Simulations suggest Venus may have once been able to support life

Venus
Venus approaches the Sun in a 2012 transit visible from Earth. Credit: NASA

A team of researchers with NASA, Uppsala University, Columbia University and the Planetary Science Institute has created several simulations of conditions on Venus billions of years ago using Earth climate models and has found some instances that suggest the planet may at one time have been capable of harboring life. In their paper uploaded to the preprint server arXiv, the team describes their simulations and the factors they used in creating them.

Venus is, by all accounts, an extremely hostile planet—at least from the perspective of humans. It is extraordinarily hot, volcanically active and has an atmosphere that is mostly carbon dioxide. But the simulations created by the research team suggest it may not have always been that way. They started with the idea that Venus and Earth were probably similar billions of years ago—a time when Earth's atmosphere was also mostly . From there, they created four possible scenarios for the future of Venus based on climate models developed for studying the history of Earth's climate. The models differed only slightly, with variances in energy received from the sun, or the length of days. They also considered conditions with shallow oceans. They let the models run, creating simulations of the planet as it evolved for approximately two billion years.

The team found that one simulation resulted in a planet with temperatures low enough to support life—one with clouds and sometimes snowfall—and it persisted until 715 million years ago—a period during which life was already present on Earth.

But if such simulations are accurate, what caused the conditions that exist today? The simulations did not advance that far, but the researchers note that the speed at which the planet spun on its axis might have had something to do with it—they noted that speeding up the rotation slightly resulted in rapidly rising temperatures as weather patterns that tended to keep the planet cool were disrupted. Today, it takes 243 Earth days for Venus to spin just once, which is actually longer than the amount of time it takes to circle the sun—225 days.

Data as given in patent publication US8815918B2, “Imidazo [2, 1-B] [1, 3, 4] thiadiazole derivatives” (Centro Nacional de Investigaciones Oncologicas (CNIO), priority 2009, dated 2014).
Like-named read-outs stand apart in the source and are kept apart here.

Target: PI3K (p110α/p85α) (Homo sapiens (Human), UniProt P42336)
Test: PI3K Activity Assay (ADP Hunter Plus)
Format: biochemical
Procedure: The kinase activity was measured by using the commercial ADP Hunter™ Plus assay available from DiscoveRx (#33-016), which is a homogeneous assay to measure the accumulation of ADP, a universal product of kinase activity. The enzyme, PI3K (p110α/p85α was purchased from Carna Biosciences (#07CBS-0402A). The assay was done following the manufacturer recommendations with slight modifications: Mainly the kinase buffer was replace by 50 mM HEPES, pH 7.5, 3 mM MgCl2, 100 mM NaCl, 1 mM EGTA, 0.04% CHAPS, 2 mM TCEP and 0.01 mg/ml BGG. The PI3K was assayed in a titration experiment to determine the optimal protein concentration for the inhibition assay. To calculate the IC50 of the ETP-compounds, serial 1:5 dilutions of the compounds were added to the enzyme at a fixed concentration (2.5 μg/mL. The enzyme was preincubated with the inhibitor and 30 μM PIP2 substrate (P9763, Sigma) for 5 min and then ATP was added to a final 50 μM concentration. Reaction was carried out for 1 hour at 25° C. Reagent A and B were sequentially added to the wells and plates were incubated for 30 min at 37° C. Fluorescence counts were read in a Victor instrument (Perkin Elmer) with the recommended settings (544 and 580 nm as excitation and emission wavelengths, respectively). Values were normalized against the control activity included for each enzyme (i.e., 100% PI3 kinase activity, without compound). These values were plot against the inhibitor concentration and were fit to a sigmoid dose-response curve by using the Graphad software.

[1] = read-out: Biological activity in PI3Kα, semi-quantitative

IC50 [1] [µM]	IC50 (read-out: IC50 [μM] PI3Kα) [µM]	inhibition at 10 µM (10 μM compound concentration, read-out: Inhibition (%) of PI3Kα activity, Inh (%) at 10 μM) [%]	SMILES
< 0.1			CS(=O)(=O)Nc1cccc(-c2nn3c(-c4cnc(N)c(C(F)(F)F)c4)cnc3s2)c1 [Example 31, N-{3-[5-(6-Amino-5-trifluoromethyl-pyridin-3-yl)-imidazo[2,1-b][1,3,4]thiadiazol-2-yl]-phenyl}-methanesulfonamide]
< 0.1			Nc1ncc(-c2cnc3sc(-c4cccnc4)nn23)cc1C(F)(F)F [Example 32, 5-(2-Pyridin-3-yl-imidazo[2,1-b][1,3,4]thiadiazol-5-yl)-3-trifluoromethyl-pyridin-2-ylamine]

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Why is Venus so horrible?

More information: arxiv.org/abs/1608.00706

Abstract

Present-day Venus is an inhospitable place with surface temperatures approaching 750K and an atmosphere over 90 times as thick as present day Earth's. Billions of years ago the picture may have been very different. We have created a suite of 3D climate simulations using topographic data from the Magellan mission, solar spectral irradiance estimates for 2.9 and 0.715 billion years ago, present day Venus orbital parameters, an ocean volume consistent with current theory and measurements, and an atmospheric composition estimated for early Venus. Using these parameters we find that such a world could have had moderate temperatures if Venus had a rotation period slower than about 16 Earth days, despite an incident solar flux 46-70% higher than modern Earth receives. At its current rotation period of 243 days, Venus's climate could have remained habitable until at least 715 million years ago if it hosted a shallow primordial ocean. These results demonstrate the vital role that rotation and topography play in understanding the climatic history of exoplanetary Venus-like worlds being discovered in the present epoch.

Journal information: arXiv

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